With a mission of "using every available resource to defeat cancer," MD Anderson Cancer Center Orlando, formerly the Orlando Cancer Center, was created in 1990. A cooperative effort between The University of Texas MD Anderson Cancer Center and Orlando Health, MD Anderson - Orlando marked the first affiliate of the renowned cancer center outside Texas.
Long recognized as a world leader in innovative technology, cancer research, education, prevention and treatment, the collaborative effort extended the expertise of MD Anderson Cancer Center to residents of Florida and the southeastern United States.
With four medical oncologists and four radiation oncologists and 75 employees, Orlando Cancer Center began treating patients in 1991.The facility, housed throughout the downtown campus of Orlando Regional Medical Center, cared for the needs of cancer patients on an outpatient basis, providing chemotherapy, infusions and radiation therapy. Those requiring hospital admission were treated at ORMC.
In just a year's time, the center was featured in the third annual U.S. News & World Report"Best Hospitals" survey. The University of Texas MD Anderson Cancer Center ranked as the best cancer center in the nation, and the article pointed out Orlando Cancer Center's close relationship with Houston's specialists. Two years later, in 1994, the facility's name became MD Anderson Cancer Center Orlando.
This close working relationship is demonstrated weekly through telemedicine, where the best minds, though a thousand miles apart, meet through teleconferences to consult on complex, challenging patient cases. Gathered around specially designed monitors, physicians in Orlando and Houston poke and prod one another with a battery of questions. With each electronic exchange of information, with each X-ray or pathology slide displayed, they map out a course of treatment.
As technologically advanced cancer treatment grew in Central Florida, the softer side of medicine came of age. In the early 1990s, MD Anderson - Orlando added a chaplain devoted to caring for patients and their families in the hospital. This service was soon expanded to include outpatients. Programs such as high tea, spiritual bibilotherapy, palliative care and a labyrinth also were offered to soothe the mind, body and soul.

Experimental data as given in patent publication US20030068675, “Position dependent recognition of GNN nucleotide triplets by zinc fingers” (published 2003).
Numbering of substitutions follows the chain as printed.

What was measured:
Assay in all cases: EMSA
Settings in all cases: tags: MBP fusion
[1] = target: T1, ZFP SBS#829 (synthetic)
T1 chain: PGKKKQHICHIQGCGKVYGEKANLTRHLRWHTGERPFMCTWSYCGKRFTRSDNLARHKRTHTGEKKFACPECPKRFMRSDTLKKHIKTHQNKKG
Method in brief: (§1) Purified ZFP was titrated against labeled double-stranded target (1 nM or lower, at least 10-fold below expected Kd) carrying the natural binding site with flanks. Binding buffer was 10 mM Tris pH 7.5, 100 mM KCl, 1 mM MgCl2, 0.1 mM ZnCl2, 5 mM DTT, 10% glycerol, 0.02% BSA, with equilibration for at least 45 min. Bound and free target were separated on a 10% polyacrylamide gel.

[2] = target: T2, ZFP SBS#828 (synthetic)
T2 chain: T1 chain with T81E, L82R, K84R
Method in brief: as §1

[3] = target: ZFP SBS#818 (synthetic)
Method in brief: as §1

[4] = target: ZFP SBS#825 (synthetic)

During this time period, awareness for cancer care grew, and so too did the need for more services. In 1993, two women, Elaine Lustig and Sheila Solomon, forever changed the way breast cancer was viewed in Central Florida. A friendship forged on a golf course led to Women Playing For T.I.M.E. (Technology, Immediate diagnosis, Mammography and Education). Suddenly the words "breast cancer" were no longer whispered. Instead, WPFT along with MD Anderson - Orlando funded Pink October and women began talking about early detection and awareness. Over the years, this grassroots group has grown to a board of 47 women and has raised nearly $8.4 million for education, research and treatment.
As patients flocked to Central Florida, the cancer center staff soon realized a bigger facility would be needed.
In 1997, former President George Bush and the staff of MD Anderson - Orlando broke ground on a new state-of-the-art facility.
This dream was realized in 2003 when patients and medical staff moved into a new 220,000-square-foot facility, located at 1400 S. Orange Ave. in downtown Orlando.
MD Anderson - Orlando was among the first in the nation to offer new treatment methods such as sterotactic interstitial brachytherapy in 1991 and intensity modulated radiation therapy (IMRT) in 1998; Zevalin, the first radioimmunotherapy medication approved by the Food & Drug Administration to treat non-Hodgkin's lymphoma, in 2002; Novalis BrainLAB shaped beam surgery in 2002; and helical tomotherapy, image-guided intensity modulated radiation therapy, in 2003.
U.S. News & World Report has consistently ranked MD Anderson Cancer Center as one of the top cancer treatment hospitals in the United States since 1990.